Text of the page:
He predicts that within the next several years, Tennessee will see a significant decline in its number of hospitals. At present, there are 154 in the state of Tennessee; approximately, 70 to 77 of those are rural hospitals. Becker believes that in five to ten years, there will be only 90 hospitals statewide. Rural hospitals will have to actively seek partnerships with the larger organizations.
In many parts of the state, the rural hospitals are centers of community. Closing them poses a challenge as is it will draw a lot of community resistance, he explained. However, he believes that there is a silver lining. “With this change comes a move away from fee-for-service,” he said.
Dozens of doctoral and master’s degree-seeking students from the School of Occupational Therapy recently participated in a CarFit Technician Training and CarFit Event to offer older adults the opportunity to check how well their personal vehicles fit them.
The events are part of a national program coordinated between the American Occupational Therapy Association, the American Automobile Association and the American Association of Retired Persons.
“I found my experience with the CarFit Training program very educational for my professional career as well as in my personal life. We learned appropriate measurements in which individuals should be placed in vehicles to ensure optimal safety,” said occupational therapy student Mandy Alford, who adjusted her car seat and mirrors after CarFit training. “The training taught us how to recognize when individuals are having difficulty completing necessary tasks to ensure that they are safe operating a vehicle. This learning experience strongly relates to our occupational therapy courses, in particular Technology and Interventions.”
Using a 12-point check list, students reviewed seat positions and adjusted mirrors, headrests, seat belts and steering wheels to prevent whiplash and make driving more comfortable for senior citizens. They used a set protocol and handouts from a national resource bank and will send data collected to CarFit to help with further research on older drivers.
“As we get older, our body changes significantly so we need to change our behavior so our cars fit us,” said Associate Professor Ruth Ford. “People drive in unsafe condition because they forgot how to change seats back after technicians moved them while servicing cars. New cars have so many new features that people many not know how to tilt their seats.”
Belmont University Health Services will host a five-hour health fair next month to put wellness and preventive health resources within reach of employees and students.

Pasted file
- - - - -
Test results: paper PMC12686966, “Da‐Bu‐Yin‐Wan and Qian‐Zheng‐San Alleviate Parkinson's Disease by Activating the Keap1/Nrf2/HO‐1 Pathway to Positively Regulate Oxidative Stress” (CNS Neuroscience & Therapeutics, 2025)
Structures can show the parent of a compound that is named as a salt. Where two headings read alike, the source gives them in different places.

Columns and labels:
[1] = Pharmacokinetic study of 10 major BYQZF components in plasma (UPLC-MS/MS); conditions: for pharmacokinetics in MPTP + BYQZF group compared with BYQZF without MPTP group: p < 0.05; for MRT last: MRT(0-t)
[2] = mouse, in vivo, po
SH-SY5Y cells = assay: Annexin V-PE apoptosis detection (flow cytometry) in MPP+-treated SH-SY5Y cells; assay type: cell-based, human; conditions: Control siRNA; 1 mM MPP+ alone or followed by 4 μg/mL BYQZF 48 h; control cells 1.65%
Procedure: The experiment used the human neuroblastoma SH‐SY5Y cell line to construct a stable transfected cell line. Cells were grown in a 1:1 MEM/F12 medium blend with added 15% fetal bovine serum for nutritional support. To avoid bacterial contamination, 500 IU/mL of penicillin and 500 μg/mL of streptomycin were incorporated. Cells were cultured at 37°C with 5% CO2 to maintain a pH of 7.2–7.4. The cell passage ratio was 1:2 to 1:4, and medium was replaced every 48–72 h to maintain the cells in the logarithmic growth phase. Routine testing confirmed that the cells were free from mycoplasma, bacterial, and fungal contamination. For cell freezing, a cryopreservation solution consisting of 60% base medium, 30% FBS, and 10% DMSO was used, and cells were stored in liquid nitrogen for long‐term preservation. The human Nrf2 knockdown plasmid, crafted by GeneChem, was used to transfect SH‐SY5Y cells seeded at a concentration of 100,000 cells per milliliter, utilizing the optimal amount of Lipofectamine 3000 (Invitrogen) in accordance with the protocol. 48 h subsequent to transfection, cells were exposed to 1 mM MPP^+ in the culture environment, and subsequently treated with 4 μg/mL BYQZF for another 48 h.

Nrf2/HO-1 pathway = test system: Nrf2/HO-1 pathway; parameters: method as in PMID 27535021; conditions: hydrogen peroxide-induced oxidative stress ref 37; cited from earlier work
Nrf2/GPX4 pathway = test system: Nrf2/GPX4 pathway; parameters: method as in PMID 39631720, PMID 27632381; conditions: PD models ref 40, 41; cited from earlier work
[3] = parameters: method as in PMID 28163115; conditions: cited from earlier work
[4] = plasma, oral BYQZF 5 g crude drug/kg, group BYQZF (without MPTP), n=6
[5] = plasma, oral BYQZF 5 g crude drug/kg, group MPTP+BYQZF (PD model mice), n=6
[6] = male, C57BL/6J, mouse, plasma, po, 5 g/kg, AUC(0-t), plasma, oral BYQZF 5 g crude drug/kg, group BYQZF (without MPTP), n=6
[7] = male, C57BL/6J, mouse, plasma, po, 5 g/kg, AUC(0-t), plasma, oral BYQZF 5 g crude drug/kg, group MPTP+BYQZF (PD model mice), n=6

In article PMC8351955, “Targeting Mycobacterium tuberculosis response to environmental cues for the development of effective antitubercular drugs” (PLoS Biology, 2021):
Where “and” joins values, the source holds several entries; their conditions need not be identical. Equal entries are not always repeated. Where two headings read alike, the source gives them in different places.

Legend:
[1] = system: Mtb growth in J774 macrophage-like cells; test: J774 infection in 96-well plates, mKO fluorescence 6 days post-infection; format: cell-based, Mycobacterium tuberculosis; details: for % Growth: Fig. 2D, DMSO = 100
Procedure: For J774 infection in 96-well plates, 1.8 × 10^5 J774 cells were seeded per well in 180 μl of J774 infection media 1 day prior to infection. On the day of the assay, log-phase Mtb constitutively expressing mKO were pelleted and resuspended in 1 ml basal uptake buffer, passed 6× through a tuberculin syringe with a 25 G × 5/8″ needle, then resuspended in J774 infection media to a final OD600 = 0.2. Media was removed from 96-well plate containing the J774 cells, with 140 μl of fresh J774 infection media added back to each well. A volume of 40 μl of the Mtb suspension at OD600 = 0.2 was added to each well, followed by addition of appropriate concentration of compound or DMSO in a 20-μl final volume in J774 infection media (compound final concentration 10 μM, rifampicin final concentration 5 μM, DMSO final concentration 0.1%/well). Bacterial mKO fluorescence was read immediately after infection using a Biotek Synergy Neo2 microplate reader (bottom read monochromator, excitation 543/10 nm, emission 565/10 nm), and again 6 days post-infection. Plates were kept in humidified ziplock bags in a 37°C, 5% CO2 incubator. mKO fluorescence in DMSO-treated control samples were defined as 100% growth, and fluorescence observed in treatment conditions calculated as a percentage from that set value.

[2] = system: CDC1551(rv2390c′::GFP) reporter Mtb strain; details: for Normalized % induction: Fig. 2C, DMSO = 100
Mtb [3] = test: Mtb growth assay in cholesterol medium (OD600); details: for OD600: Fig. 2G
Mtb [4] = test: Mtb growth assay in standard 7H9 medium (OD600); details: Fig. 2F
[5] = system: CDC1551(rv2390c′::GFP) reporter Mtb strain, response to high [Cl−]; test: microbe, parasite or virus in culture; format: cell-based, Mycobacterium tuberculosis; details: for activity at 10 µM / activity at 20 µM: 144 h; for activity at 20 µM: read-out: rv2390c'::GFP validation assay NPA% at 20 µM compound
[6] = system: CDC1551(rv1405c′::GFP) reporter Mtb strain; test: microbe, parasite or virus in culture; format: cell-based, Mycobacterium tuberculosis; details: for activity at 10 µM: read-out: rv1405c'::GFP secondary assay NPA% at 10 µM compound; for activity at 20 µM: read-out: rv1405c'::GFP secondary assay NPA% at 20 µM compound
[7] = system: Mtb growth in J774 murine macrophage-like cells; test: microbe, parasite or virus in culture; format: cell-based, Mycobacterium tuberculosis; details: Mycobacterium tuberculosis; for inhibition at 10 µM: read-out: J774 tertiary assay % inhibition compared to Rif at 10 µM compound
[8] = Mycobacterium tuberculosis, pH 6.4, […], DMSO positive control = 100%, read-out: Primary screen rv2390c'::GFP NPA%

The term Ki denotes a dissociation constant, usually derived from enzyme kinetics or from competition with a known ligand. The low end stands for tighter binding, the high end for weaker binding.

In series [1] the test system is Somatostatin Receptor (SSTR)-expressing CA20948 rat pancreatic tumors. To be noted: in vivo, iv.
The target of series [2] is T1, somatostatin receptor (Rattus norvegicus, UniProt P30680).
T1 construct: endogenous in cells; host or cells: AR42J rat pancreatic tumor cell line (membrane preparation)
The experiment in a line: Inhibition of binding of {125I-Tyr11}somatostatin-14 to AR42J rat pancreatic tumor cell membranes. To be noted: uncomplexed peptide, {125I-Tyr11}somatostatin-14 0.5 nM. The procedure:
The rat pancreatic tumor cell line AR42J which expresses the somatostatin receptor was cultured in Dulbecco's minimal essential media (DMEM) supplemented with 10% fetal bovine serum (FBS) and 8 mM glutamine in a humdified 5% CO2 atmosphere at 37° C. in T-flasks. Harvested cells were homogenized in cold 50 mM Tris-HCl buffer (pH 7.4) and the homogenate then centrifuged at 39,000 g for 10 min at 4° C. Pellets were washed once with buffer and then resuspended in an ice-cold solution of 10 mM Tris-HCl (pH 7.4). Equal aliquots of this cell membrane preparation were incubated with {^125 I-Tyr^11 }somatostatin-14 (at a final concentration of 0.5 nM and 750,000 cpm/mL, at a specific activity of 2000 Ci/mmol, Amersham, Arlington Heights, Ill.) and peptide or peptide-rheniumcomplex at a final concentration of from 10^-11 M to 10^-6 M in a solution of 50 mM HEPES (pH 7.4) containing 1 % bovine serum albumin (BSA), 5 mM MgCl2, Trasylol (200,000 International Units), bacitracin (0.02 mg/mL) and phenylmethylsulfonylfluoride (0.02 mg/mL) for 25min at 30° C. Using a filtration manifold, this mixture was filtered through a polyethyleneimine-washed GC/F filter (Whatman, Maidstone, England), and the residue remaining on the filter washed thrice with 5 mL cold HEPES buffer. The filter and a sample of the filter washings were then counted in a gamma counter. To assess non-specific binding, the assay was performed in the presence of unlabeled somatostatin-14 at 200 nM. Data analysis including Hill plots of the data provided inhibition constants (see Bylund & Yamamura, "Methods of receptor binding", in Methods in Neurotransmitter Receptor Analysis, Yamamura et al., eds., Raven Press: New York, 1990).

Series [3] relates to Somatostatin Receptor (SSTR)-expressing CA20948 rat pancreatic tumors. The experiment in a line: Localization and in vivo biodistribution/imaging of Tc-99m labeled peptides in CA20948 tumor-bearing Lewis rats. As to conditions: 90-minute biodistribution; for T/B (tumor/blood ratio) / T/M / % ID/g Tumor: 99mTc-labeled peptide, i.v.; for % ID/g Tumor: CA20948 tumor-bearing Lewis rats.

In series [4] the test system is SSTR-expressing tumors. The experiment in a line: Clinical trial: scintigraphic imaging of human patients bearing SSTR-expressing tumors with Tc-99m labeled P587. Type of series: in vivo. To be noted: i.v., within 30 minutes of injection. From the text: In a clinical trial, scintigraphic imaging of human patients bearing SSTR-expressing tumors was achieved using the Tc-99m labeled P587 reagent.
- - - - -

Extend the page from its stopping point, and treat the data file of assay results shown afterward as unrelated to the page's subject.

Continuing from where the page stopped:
“This is an in-house health fair just for the campus community primarily involving the College of Health Sciences, University Ministries and Beaman Fitness Center. This event is intended to be a kickoff for a year of monthly seminars on health and wellness as well as current events in health care and to show people the unique resources we have right here on our campus,” said Director of Health Services Katy Wilson.
The fair, from 9 a.m. to 2 p.m. Oct. 5 in the McWhorter Hall and the Gordon E. Inman Center lobbies, will include free health screenings and 35 booths. Students can receive up to two personal and professional growth convocation credits – one credit for visiting booths at the fair and another credit for sitting in on one of three lectures. Chris McKnight and Shanna Harris will present “Abuse of Bath Salts” at 10 a.m. in McWhorter Hall room 110. Jenny Cooper will present “Maximizing Your Relationship with Your Healthcare Provider” at 10 a.m. in McWhorter Hall room 109. There will also be a session titled, “10 Things Every College Student Needs to Know About Their Health” at 10 a.m. in McWhorter Hall room 108.
Wilson added, “This kind of event goes along with the National Prevention Strategy of America’s Plan for Better Health and Wellness, which includes healthy eating and fitness, through the (U.S.) Department of Health and Human Services.”
Opportunities throughout the day include: blood pressure, glucose, lipids and bone density screenings; backpack awareness and CPR demonstrations; and information on tobacco cessations, breast cancer awareness, counseling, healthy eating, self defense and recreation.
Wilson said Health Services plans to host a similar health fair during a spring basketball game to reach Belmont’s neighbors and sports fans.
Click here for additional information on the Health Fair.